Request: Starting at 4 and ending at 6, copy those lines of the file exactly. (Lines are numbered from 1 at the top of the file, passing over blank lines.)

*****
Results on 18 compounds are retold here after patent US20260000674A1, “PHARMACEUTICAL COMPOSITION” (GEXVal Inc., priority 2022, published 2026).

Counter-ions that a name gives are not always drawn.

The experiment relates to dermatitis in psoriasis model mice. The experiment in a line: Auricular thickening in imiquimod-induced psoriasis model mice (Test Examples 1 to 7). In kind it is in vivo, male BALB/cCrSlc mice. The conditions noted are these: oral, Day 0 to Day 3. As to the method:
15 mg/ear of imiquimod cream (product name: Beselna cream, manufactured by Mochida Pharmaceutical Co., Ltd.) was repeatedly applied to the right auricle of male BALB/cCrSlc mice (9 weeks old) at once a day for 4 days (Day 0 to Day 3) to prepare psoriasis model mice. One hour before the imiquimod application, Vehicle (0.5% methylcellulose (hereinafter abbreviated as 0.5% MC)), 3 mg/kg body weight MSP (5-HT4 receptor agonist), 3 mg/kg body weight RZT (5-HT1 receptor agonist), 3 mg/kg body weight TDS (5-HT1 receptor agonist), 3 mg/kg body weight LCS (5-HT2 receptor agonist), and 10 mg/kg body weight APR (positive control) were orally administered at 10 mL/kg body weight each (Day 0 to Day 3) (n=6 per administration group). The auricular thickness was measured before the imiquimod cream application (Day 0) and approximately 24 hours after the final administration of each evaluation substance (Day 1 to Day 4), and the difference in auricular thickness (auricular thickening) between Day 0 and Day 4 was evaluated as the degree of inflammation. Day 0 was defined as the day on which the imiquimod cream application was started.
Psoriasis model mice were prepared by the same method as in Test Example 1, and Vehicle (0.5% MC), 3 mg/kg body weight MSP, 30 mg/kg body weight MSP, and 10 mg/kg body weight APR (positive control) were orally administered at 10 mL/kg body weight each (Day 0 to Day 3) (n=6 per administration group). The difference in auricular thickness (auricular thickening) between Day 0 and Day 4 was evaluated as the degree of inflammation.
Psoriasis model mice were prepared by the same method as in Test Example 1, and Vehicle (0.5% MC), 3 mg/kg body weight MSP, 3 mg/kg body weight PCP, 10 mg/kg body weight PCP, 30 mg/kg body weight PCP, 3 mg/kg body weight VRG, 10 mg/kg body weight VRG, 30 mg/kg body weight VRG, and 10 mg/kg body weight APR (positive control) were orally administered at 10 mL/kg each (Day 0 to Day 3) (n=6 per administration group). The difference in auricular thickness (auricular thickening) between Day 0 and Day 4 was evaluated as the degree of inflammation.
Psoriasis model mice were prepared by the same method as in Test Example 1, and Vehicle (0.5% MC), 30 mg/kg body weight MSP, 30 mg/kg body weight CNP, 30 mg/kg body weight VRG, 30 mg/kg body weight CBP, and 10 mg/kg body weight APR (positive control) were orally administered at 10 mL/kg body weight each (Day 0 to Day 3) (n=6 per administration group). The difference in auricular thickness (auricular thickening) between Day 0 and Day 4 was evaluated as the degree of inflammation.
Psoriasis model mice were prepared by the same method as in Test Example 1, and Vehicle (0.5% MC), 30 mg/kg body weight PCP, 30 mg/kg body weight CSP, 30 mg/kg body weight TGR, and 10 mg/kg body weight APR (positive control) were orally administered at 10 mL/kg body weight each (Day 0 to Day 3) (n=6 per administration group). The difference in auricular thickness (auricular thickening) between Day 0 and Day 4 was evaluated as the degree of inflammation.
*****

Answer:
15 mg/ear of imiquimod cream (product name: Beselna cream, manufactured by Mochida Pharmaceutical Co., Ltd.) was repeatedly applied to the right auricle of male BALB/cCrSlc mice (9 weeks old) at once a day for 4 days (Day 0 to Day 3) to prepare psoriasis model mice. One hour before the imiquimod application, Vehicle (0.5% methylcellulose (hereinafter abbreviated as 0.5% MC)), 3 mg/kg body weight MSP (5-HT4 receptor agonist), 3 mg/kg body weight RZT (5-HT1 receptor agonist), 3 mg/kg body weight TDS (5-HT1 receptor agonist), 3 mg/kg body weight LCS (5-HT2 receptor agonist), and 10 mg/kg body weight APR (positive control) were orally administered at 10 mL/kg body weight each (Day 0 to Day 3) (n=6 per administration group). The auricular thickness was measured before the imiquimod cream application (Day 0) and approximately 24 hours after the final administration of each evaluation substance (Day 1 to Day 4), and the difference in auricular thickness (auricular thickening) between Day 0 and Day 4 was evaluated as the degree of inflammation. Day 0 was defined as the day on which the imiquimod cream application was started.
Psoriasis model mice were prepared by the same method as in Test Example 1, and Vehicle (0.5% MC), 3 mg/kg body weight MSP, 30 mg/kg body weight MSP, and 10 mg/kg body weight APR (positive control) were orally administered at 10 mL/kg body weight each (Day 0 to Day 3) (n=6 per administration group). The difference in auricular thickness (auricular thickening) between Day 0 and Day 4 was evaluated as the degree of inflammation.
Psoriasis model mice were prepared by the same method as in Test Example 1, and Vehicle (0.5% MC), 3 mg/kg body weight MSP, 3 mg/kg body weight PCP, 10 mg/kg body weight PCP, 30 mg/kg body weight PCP, 3 mg/kg body weight VRG, 10 mg/kg body weight VRG, 30 mg/kg body weight VRG, and 10 mg/kg body weight APR (positive control) were orally administered at 10 mL/kg each (Day 0 to Day 3) (n=6 per administration group). The difference in auricular thickness (auricular thickening) between Day 0 and Day 4 was evaluated as the degree of inflammation.